The amazing thing about the rose bush, is that it will do the best on alluvium soils which are seasonally flooded, which works out well at the afforestation areas located as they are in the West Swale (a low-lying area caused the Pleistocene Yorath Island glacial spillway.)  However, that being said, the roses have a very high drought tolerance.

Mule deer, snoeshow hare, coyotes, squirrels, white-tailed deer and birds such as waxwings, pine grosbeaks, and grouse will nibble on the rose hip fare provided by the rose bush.  Wild rose hips are high in both Vitamin A and Vitamin C.  These animals, and birds will carry the seeds (achenes) away after nibbling on the rose hips, and through the digestive process disperse the seed in new areas.  The achenes do not sprout immediately, in fact, the majority will sprout on the second spring after snow melt.  The seeds require this period of dormancy and require the seasonal changes of warm and cold in order to sprout.  In regards to the health of the animals, the crude protein is higher in the wild rose hip while the leaves remain on the trees.  The rose hips remain on the shrubbery into the winter months, providing a much-needed snack during the cold days of the year for winter foragers when snow covers the ground.  The pollen during the month of June is beneficial for many pollinators.

When trying to distinguish various species of wild roses, bear in mind, that species may hybridize with one another.  The next chapter will delve into the taxonomic classification for species of roses at the Richard St. Barbe Baker Afforestation Area and George Genereux Urban Regional Park forest communities.

Activities and Questions:

  • Take a camera, ruler, pencil, and start a nature journal of your visits to the Richard St. Barbe Baker Afforestation Area and George Genereux Urban Regional Park forest communities where you record observations and measurements about the observable characteristics of native rose plants, insects and animals around these plants. Record their blooming time, and when the petals drop off, and when the leaves turn colour in the autumn.  Are all plants the same? Identify the number of leaflets, and their shape, record the colour of flowers, and the height of the plant.
  • Would a bug find it easy or hard to walk along the top surface of the rose bush leaf?
  • Would an insect find it easy or hard to walk along the underneath surface of the rose bush leaf?
  • Are there any eggs, insect larva, etc under the rose bush leaf?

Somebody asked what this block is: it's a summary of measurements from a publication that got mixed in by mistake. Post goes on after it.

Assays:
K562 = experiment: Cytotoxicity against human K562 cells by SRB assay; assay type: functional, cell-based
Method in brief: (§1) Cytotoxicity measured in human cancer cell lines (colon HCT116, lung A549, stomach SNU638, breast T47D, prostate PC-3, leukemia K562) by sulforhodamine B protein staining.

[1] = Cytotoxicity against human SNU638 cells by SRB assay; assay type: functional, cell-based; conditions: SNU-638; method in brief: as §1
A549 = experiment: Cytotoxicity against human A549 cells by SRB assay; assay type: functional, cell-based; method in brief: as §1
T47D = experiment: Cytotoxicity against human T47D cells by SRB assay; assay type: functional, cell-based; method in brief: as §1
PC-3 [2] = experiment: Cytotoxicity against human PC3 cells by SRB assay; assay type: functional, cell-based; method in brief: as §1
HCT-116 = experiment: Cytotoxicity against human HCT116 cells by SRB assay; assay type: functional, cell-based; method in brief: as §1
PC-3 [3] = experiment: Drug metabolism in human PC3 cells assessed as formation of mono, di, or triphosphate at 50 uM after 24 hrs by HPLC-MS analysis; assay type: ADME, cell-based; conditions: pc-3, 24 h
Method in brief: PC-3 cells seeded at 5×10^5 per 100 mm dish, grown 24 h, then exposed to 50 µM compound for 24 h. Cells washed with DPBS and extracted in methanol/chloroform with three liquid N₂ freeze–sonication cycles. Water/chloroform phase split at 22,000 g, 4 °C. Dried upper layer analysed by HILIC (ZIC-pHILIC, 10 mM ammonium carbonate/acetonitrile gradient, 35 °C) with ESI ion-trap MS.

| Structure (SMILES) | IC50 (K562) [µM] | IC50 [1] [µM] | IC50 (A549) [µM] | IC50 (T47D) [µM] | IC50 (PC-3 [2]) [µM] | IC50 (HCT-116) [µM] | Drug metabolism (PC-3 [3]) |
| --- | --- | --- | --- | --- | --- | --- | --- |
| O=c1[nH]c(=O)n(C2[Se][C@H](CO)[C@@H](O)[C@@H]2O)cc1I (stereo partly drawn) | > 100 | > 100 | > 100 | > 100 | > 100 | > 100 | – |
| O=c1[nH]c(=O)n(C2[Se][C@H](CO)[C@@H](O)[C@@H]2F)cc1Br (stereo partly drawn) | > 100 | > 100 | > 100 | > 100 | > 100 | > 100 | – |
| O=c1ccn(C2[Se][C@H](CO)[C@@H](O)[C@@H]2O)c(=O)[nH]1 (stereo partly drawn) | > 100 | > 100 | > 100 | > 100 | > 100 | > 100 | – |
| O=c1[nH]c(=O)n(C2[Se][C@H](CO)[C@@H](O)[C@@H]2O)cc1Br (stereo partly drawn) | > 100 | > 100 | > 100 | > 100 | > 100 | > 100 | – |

• Become a citizen scientist.
  • Stop and smell the roses!  How do your ears, eyes, nose, mouth and skin relate to native rose plants for all the senses – hearing, sight, smell, taste, and touch?  Do other animals need their senses to interact with native rose plants?
  • Compare native rose plants with other forbes, and flora in the Richard St. Barbe Baker Afforestation Area and George Genereux Urban Regional Park forest communities.  Which plants bloom at the same time?
  • Do you think pollinator insects, dogs, birds, and deers appreciate the smell of the native rose plants?
  • How do you think rose bush plants get the rose seeds out of the rose hip so the seeds may germinate in the ground?
  • What kind of safety procedures would you need to use when observing a native rose plant?  What do animals do when presented with the sticky substance on rose leaves, or with the thorns and bristles on the rose stem?
  • Compare the flowers, leaves, and seeds between the native rose plants, and other plants in the Richard St. Barbe Baker Afforestation Area and George Genereux Urban Regional Park forest communities.
  • What kind of seasonal changes may occur for a native rose plant?
  • Why do native roses lose their leaves for the winter months?
  • Why would animals  choose to eat rose hips in the winter?  Do native rose plants support the health or harm the growth of deers, rabbits, and squirrels?  Do animals help the plants?  What happens when the animals disperse the seeds after digesting the rose hips which contain the rose seeds?  Create a food web of animals and native rose plant interactions.  What would happen if the native rose plant became extinct?
  • How have humans affected the Richard St. Barbe Baker Afforestation Area and George Genereux Urban Regional Park forest communities?  Analyze an issue or case study where humans have greatly affected these environments, including a cost‐benefit analysis and ethical implicaᅾons
  • Are the native rose plants afforested in the Richard St. Barbe Baker Afforestation Area and George Genereux Urban Regional Park forest communities, or do they grow naturally there?
  • Create a map which will guide others to the location of a native rose plant.